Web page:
Stinky Michigan City Makes Moves To Battle Marijuana Smell

WWJ News
January 09, 2020 - 5:20 pm
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BESSEMER, Mich. (WWJ/AP)  - Residents of a community in Michigan's Upper Peninsula say their city stinks — and marijuana plants are to blame.

In Bessemer, home to fewer than 2,000 people near the Wisconsin border, citizens have been complaining about an unpleasant odor coming from plants being grown in neighborhood homes.

Bessemer City Manager Charly Loper says the smell has become especially prominent since the legalization of recreational pot.

"We've been receiving numerous complaints from residents who aren't able to use their backyards because the odors are making them ill," she told WWJ Newsradio 950's Michael Cohen. "Many people have described it as 'skunky.'"

In search of solutions, Loper said officials are now working on buying an odor-detection device, and drafting an ordinance to help them identify the source of the smells.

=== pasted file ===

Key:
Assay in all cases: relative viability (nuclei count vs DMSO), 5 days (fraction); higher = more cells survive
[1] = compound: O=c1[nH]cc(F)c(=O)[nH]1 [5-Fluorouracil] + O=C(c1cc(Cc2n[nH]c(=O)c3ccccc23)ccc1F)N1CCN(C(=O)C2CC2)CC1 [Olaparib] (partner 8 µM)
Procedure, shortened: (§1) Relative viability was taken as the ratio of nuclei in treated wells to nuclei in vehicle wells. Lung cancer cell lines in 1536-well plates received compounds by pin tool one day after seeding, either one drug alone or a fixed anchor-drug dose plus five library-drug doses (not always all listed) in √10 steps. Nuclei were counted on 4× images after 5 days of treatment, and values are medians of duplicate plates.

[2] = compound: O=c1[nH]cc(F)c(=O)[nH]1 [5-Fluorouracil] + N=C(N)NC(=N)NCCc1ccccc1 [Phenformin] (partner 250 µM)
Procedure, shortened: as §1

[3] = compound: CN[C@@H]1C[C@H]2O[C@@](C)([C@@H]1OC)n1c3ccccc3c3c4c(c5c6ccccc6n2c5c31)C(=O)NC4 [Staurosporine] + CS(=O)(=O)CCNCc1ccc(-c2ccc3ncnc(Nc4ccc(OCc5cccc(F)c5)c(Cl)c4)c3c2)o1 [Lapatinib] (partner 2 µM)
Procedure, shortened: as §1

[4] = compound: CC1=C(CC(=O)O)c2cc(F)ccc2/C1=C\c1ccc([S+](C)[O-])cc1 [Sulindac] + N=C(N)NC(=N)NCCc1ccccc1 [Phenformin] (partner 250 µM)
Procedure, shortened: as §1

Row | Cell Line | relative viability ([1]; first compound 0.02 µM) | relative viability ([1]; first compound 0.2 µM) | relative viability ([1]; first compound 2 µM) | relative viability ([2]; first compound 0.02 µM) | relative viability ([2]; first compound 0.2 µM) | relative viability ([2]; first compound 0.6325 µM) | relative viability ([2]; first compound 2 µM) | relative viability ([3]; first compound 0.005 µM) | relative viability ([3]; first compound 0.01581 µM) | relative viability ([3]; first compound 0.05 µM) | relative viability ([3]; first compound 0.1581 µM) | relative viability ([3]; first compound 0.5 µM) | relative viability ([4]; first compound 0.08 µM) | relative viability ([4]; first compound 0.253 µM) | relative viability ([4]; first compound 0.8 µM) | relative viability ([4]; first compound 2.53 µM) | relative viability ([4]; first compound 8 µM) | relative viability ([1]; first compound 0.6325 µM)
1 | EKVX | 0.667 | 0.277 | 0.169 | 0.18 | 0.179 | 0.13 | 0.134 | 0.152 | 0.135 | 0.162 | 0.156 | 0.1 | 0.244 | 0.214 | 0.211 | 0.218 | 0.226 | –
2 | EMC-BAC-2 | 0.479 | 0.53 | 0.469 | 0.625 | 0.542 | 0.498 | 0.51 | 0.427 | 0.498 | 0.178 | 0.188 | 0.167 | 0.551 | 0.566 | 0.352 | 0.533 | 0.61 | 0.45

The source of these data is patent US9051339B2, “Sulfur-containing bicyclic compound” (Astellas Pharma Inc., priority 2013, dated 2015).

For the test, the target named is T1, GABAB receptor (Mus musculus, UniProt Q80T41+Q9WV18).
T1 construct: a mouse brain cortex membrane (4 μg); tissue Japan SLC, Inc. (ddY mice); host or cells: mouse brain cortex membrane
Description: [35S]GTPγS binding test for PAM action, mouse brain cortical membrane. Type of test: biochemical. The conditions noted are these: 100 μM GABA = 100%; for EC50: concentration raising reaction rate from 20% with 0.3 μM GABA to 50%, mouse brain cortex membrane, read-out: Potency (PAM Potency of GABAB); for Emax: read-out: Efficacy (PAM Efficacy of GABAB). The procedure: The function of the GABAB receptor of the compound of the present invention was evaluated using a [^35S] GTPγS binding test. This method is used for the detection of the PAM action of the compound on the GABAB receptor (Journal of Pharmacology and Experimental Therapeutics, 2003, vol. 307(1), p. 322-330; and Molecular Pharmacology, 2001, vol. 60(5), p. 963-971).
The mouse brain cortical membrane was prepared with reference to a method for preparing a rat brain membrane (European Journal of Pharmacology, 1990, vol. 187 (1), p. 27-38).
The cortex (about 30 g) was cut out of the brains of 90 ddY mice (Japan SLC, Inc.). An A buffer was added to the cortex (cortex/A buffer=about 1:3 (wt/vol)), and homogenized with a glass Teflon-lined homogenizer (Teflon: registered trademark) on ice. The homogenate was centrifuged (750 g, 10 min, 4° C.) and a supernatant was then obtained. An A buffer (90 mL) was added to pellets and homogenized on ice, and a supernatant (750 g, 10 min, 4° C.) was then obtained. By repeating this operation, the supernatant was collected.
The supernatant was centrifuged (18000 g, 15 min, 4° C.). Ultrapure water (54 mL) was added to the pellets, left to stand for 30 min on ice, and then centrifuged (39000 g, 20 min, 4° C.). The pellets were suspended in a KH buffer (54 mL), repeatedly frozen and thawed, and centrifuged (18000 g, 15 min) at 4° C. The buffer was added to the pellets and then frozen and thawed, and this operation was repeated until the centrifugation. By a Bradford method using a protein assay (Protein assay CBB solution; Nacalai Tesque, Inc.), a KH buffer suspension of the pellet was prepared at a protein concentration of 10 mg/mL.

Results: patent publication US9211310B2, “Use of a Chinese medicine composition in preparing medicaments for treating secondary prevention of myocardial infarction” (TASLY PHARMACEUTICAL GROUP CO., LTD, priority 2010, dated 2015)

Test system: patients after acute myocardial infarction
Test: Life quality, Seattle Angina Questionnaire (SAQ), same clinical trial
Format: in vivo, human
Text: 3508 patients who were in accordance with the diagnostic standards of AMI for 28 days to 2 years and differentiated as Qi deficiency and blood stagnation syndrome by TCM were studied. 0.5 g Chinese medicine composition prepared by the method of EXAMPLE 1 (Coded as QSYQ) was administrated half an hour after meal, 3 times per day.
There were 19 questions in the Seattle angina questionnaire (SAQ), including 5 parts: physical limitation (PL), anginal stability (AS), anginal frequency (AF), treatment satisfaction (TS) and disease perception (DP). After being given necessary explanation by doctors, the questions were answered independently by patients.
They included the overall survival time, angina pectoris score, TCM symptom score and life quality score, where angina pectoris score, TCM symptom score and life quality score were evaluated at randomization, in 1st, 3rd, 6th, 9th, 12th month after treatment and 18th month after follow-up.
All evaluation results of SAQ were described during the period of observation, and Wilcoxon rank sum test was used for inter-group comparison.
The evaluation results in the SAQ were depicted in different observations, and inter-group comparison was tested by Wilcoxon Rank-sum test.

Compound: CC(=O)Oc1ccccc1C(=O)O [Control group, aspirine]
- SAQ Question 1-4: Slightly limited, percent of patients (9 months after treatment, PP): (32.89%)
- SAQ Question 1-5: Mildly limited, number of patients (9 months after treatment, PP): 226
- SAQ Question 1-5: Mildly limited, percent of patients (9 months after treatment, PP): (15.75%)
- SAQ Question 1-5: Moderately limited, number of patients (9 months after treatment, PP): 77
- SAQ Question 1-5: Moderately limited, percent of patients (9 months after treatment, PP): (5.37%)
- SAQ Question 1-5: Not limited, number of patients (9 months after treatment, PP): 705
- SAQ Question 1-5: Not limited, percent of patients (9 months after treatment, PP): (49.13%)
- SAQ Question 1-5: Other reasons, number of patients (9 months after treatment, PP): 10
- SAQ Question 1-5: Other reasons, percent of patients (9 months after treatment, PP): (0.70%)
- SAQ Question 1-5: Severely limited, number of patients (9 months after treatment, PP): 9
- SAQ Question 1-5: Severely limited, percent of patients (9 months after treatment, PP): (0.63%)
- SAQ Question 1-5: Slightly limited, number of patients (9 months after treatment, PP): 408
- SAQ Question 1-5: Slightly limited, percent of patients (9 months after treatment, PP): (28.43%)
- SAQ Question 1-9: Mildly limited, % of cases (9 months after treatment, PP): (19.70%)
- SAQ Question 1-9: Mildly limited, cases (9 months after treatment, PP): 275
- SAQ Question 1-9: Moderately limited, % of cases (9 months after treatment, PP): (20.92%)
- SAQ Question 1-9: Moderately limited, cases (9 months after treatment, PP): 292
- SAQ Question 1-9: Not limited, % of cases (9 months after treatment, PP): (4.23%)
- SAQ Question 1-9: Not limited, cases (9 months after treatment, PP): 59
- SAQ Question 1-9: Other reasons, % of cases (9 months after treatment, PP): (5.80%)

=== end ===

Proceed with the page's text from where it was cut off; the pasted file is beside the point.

Loper said the Nasal Range could be used to check a variety of bad-air complaints, but she acknowledged that marijuana appears to be the key target.

"The ordinance would allow us to quantify the odor, and request people to address the issue," Loper said. "In many cases, it may be as simple as putting a filtration system on their house to address the issue." 

The odor problem in Bessemer occurs when marijuana plants are in bloom, especially during warmer months. 

“The city of Bessemer stinks,” council member Linda Nelson said Monday as the council voted to buy the device, which will cost $3,400 with training. "You can smell marijuana everywhere. We've got people who can't sit in their backyard because the smell from their neighbor is so bad.”

Medical marijuana has been around since 2008. But Michigan's 2018 law, which cleared the way for homegrown pot for recreational use, has brought challenges to communities.

The Michigan law has attracted people from Wisconsin and Minnesota who are buying houses and growing marijuana indoors, Loper said.

“We're treading very softly in this area,” Loper said. “People have a right to grow marijuana in their house, but everyone needs to be considerate of their neighbors so the odor isn’t affecting their enjoyment of the outdoors.”